Log in

  Institute of


Business Analysis Everywhere

Log in

Prototyping Tool with (BABOK v3.0, Chapter 10.36) 17-Nov 12:05 pm

  • 17 Nov 2016
  • 12:25 PM - 12:55 PM
  • Online


Registration is closed

IIBA Toronto over the coming year will present and learn on all parts of BABOK v3.0. 

We are pleased to present a webinar and later a workshop on prototyping (Ch 10.36) and products that help deliver this technique with This event is a webinar that is about the prototyping tool. 

We are hosting two webinars, one at this time and a second at a to be determined date and time after working hours. 

Following the two webinars there will be a live prototyping workshop scheduled using the JustInMind tool.

BABOK v3.0,  10.36 Prototyping

10.36.1 Purpose

Prototyping is used to elicit and validate stakeholder needs through an iterative process that creates a model or design of requirements. It is also used to optimize user experience, to evaluate design options, and as a basis for development of the final business solution.

10.36.2 Description

Prototyping is a proven method for product design. It works by providing an early model of the final result, known as a prototype. Prototyping is used to identify both missing or improperly specified requirements and unsubstantiated assumptions by demonstrating what the product looks like and how it acts in the early stages of design. Prototypes can be non-working models, working representations, or digital depictions of a solution or a proposed product. They can be used to mock up websites, serve as a partially working construct of the product, or describe processes through a series of diagrams (such as workflow). Business rules and data prototypes can be used to discover desired process flow and business rules. Data prototyping can be used for data cleansing and transformation.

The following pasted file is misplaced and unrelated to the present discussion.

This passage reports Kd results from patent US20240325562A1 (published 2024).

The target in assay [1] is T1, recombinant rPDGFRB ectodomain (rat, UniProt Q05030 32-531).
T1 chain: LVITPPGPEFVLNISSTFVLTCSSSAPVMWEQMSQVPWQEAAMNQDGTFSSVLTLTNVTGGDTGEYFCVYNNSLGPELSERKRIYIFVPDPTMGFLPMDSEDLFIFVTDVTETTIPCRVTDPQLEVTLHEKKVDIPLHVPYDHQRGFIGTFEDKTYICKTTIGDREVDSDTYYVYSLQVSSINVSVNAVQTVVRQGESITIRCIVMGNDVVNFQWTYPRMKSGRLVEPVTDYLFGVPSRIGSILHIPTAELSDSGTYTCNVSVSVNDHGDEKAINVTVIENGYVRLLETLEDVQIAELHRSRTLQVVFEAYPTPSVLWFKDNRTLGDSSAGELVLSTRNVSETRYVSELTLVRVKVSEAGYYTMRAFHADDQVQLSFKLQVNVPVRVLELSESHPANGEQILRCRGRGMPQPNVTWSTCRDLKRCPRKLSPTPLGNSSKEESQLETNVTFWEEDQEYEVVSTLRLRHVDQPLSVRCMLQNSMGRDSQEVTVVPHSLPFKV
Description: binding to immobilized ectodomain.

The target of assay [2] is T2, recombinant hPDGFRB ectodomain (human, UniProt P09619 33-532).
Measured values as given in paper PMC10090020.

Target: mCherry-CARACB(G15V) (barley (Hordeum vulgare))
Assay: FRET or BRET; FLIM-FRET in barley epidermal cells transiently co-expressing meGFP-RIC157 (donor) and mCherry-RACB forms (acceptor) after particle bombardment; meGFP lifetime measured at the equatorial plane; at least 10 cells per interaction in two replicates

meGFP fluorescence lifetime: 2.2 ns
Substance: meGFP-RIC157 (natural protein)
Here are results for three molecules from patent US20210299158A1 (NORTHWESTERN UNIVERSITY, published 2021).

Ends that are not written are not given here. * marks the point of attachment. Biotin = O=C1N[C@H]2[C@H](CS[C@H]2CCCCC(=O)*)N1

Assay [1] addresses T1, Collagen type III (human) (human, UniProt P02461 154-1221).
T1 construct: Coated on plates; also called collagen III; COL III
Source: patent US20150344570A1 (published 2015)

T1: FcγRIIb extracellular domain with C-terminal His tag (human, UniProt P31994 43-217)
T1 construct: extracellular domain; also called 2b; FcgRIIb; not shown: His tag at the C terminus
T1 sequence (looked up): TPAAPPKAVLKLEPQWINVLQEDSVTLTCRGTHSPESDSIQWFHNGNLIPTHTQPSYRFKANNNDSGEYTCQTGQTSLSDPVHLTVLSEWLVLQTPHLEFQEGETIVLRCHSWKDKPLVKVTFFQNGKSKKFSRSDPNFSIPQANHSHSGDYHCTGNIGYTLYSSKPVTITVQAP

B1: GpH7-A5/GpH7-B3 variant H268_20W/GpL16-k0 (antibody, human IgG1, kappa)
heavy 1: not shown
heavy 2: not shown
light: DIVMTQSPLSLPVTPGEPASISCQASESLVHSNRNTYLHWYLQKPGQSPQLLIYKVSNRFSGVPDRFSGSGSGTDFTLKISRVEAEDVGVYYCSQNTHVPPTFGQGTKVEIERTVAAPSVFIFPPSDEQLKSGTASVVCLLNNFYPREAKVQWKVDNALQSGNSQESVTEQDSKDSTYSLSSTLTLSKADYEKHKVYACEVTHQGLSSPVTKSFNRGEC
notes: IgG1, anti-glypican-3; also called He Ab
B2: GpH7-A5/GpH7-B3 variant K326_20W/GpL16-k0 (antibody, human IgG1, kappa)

10.36.3 Elements

.1 Prototyping Approach

There are two common approaches to prototyping:

  • Throw-away: prototypes are generated with simple tools (such as paper and pencil, a whiteboard, or software) to serve the goal of uncovering and clarifying requirements. The prototype may be updated or evolve during the course of discussion and development, but does not become workable code or get maintained as a deliverable once the final system or process is implemented. This method is helpful for identifying functionality or processes that are not easily elicited by other techniques, have conflicting points of view, or are difficult to understand. These prototypes can be an inexpensive tool to uncover or confirm requirements that go beyond an interface including requirements related to processes, data, and business rules.
  • Evolutionary or Functional: prototypes are created to extend initial requirements into a functioning solution as requirements are further defined through stakeholder use. This approach produces a working solution and usually requires a specialized prototyping tool or language. These prototypes may be used in the final solution. If specialized software is used, business processes, rules, and data can be simulated to evaluate the impact of changes and validate desired outcomes.

.2 Prototyping Examples

.3 Prototyping Methods

10.36.4 Usage Considerations

.1 Strengths

  • Provides a visual representation for the future state.